|Publication number||US6028846 A|
|Application number||US 08/928,009|
|Publication date||Feb 22, 2000|
|Filing date||Sep 11, 1997|
|Priority date||Sep 11, 1997|
|Publication number||08928009, 928009, US 6028846 A, US 6028846A, US-A-6028846, US6028846 A, US6028846A|
|Inventors||Michael E. Cain|
|Original Assignee||U S West, Inc., Mediaone Group, Inc.|
|Export Citation||BiBTeX, EndNote, RefMan|
|Patent Citations (8), Referenced by (48), Classifications (12), Legal Events (8)|
|External Links: USPTO, USPTO Assignment, Espacenet|
This invention relates to methods and systems for testing real-time delivery of packets of data in a computer network for use in application testing.
Many communication networks employed today, such as Ethernet Systems and other local area networks (or LAN's), consist of a series of components such as monitors, access terminals and other peripherals which receive and transmit a variety of communication signals either directly, via one or more intermediate nodes, or through a server node. The communication can be over a physical medium (such as electrical or fiber-optic cable) or by wireless means (using radio waves, micro-waves, or infrared waves).
A protocol is a set of predefined rules that govern how two or more processes communicate and interact to exchange data. The processes may be on the same machine or on different machines. Protocols are generally associated with particular services or tasks, such as data packaging or packet routing. A protocol specifies rules for setting up, carrying out, and terminating a communications connection, and also specifies the format the information packets must have when traveling across the connection.
One widely used protocol is the Internet Protocol (IP). IP is the widely supported network layer protocol for the Internet. This protocol defines and routes datagrams across the Internet and provides connectionless transport service. The IP protocol uses packet switching and provides a best-effort service for packet delivery. IP network components have become fast enough that real-time delivery of services such as streamed audio and video data is now feasible.
However, such real-time applications do not always function as expected in the presence of network impairments, such as delay, packet loss, and different access methods between the host computers and the network. Testing of real-time applications is hard to accomplish due to the difficulty of creating desired test conditions in a reliable and reproducible manner. It is not practical to modify the commercial application to simulate the impairment conditions.
Another known method for testing such applications involves building a network having a plurality of computers 10 encompassing all the possible access methods connected to a server 12 via a router 14, as shown in FIG. 1. For example, one test configuration may be a computer having ISDN (Integrated Services Digital Network) access at one end, a second computer having ADSL (Asymmetric Digital Subscriber Loop) access at the other end, a mean network delay of 200 msec and 5% network packet loss. This method is not realistic to model packet loss since the router 14 is only serving three or four computers 10 rather than hundreds of computers in a"true" network. This method is also time consuming and expensive.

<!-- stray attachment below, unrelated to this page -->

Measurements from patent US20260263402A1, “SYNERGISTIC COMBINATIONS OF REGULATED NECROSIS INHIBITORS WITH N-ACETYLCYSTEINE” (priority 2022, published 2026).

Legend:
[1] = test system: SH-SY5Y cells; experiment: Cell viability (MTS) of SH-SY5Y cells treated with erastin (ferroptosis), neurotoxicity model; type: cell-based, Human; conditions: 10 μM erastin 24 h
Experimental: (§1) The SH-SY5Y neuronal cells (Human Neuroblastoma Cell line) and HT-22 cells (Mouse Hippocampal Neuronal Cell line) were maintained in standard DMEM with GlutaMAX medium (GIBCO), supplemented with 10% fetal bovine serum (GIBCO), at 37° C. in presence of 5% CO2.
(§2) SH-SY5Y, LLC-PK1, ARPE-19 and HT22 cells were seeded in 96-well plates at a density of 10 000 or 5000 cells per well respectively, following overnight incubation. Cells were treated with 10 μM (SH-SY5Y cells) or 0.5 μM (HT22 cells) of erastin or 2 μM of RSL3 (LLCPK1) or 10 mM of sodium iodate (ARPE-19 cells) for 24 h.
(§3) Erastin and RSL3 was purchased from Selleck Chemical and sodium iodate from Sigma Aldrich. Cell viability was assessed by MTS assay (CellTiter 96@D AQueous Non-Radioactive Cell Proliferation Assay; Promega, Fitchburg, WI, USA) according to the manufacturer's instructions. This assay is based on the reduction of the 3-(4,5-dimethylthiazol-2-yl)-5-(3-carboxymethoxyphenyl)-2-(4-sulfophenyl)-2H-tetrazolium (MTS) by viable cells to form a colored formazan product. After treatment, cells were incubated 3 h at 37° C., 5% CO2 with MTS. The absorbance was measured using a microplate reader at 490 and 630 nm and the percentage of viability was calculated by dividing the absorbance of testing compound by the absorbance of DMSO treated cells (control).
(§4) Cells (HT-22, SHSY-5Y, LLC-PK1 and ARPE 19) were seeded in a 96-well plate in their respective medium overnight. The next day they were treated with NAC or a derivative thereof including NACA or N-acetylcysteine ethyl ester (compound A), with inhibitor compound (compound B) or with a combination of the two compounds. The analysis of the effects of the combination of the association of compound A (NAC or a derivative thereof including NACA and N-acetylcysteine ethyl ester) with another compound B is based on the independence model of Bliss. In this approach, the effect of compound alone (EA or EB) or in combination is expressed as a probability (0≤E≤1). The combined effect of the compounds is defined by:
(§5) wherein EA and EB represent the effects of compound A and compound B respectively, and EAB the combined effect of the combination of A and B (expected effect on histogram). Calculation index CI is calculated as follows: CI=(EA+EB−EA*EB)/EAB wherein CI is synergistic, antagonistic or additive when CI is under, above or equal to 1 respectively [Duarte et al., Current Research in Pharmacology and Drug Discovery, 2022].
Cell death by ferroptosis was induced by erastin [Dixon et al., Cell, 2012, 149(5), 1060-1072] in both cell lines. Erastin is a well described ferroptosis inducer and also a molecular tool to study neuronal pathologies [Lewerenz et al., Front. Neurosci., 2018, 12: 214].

Thus, there exists a need for an inexpensive and reliable method for testing the impact of different access methods and network conditions on various real-time applications. Such a method should also be transparent to the application.
It is thus a general object of the present invention to provide an inexpensive and reliable method and system for testing real-time delivery of packets of data in an application utilized in a computer network having a plurality of local area network segments and a plurality of network conditions associated with each of the plurality of local area network segments.
In carrying out the above object and other objects, features, and advantages of the present invention, a method is provided for testing real-time delivery of packets of data in an application utilized in a computer network. The method includes the steps of configuring a first and second host computer to have first and second addresses, respectively. The method also includes the step of configuring a simulator as a router through which the first and second host computers communicate with each other according to a first and second one of the plurality of network conditions associated with a first and second one of the plurality of local area network segments, respectively. Still further, the method includes the step of forming the packets of data in the application at one of the first and second host computers. Finally, the method includes the steps of transmitting the packets of data from the one of the first and second host computers to the simulator and processing the packets of data according to the first and second one of the plurality of network conditions to obtain simulation data.
In further carrying out the above object and other objects, features, and advantages of the present invention, a system is also provided for carrying out the steps of the above described method. The system includes a first host computer configured on a local area network segment of a second computer network and having a first address. The system also includes a second host computer configured on the local area network segment of the second computer network and having a second address. The system further includes a simulator configured on the local area network segment of the second computer network acting as a router through which the first and second host computers communicate with each other according to a first and second one of the plurality of network conditions associated with a first and second one of the plurality of local area network segments, respectively. The packets of data in the application are formed at one of the first and second host computers and transmitted from the one of the first and second host computers to the simulator, wherein the simulator processes the packets of data according to the first and second one of the plurality of network conditions to obtain simulation data.